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SOPS (Secrets OPerationS – Kubernetes Operator): Secure your sensitive data, while maintaining ease of use

Intention / Goal

When using an Infrastructure-as-Code approach to populate your Kubernetes cluster, e.g. with Terraform, a question is how secrets are handled that need to be injected into the cluster (The words secrets, sensistive or confidential data are used interchangeably here). An example would be a database password which is needed by a backend instance to be able to operate.
Usually the IaC code is stored in a remote git repository (e.g. on GitHub or GitLab), which could potentially leak the password to the public when the password is stored as plain text in code. Even if your git repository is not publicly available, it will drastically multiply the radius of your secrets.
Additionally to the git problem, Terraform also uses a State file where it keeps track of the deployed resources. Kubernetes Secrets will also be included, hence the State file will leak your sensitive data, too, when remote state is used (Storing the state e.g. in GitLab or Amazon S3).

Finding the right solution to keep your unencrypted secrets out of the git repo (and out of any other systems than the cluster itself) can be a tediuous research process.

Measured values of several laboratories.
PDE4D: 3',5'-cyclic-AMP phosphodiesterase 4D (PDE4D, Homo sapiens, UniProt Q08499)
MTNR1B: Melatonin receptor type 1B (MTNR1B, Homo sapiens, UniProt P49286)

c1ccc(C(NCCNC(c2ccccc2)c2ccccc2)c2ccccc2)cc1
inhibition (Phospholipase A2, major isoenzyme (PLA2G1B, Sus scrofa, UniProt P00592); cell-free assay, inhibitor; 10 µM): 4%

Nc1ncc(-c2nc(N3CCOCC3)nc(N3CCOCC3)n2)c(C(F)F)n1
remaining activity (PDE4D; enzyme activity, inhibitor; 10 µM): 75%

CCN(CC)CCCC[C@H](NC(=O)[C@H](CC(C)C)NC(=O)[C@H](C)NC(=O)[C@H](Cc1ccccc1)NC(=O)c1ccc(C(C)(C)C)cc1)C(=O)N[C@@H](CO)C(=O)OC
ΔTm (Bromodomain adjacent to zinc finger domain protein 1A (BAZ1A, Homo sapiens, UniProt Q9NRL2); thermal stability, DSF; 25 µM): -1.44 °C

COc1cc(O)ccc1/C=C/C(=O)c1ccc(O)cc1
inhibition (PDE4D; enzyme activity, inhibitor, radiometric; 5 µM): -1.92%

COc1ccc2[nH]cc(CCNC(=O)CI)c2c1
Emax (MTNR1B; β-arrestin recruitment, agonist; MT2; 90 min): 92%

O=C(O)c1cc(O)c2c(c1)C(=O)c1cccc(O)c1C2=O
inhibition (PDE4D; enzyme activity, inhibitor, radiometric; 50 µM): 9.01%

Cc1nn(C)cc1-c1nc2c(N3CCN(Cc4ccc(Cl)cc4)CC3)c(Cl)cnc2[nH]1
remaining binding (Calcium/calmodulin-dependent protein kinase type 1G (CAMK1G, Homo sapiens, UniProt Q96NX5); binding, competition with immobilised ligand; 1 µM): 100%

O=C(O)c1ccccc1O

In this article we will present a solution, storing secrets as encrypted data in your git repo and only decrypting it inside of your Kubernetes cluster. We have test-driven this approach under various circumstances and are convinced that it is one of the best solutions for most applications.

Only a small subset of your team, like some Site Realiability Engineers should be able to decrypt the credentials locally.


How does SOPS(-Operator) work from a meta perspective:

SOPS is used to encrypt / decrypt data of type YAML, JSON, ENV, INI and BINARY (source: Mozilla sops Github) by using mechanisms like AWS KMS, GCP KMS, Azure Key Vault, age, and PGP. The SOPS-Operator was inspired by this mechanism and extends it into Kubernetes clusters.

SOPS Operator takes a Kubernetes Custom Resource Definition (CRD) called SopsSecret as input, whose sensitive components are encrypted, decrypts these and creates (updates, deletes) usual Kubernetes Secret Resources. These resources in turn can be consumed by your Kubernetes entities (like Pods).

Here we will use age for encryption and decryption (see Age Section). How these CRDs look like and how they are encrypted / decrypted will be explained in How to / Step-by-Step Guide.

Why SOPS(-Operator)?

You might ask yourself: why do I need to encrypt my secrets / sensitive data, when everything is stored in a private repo and it is not planned to change anything here anytime soon?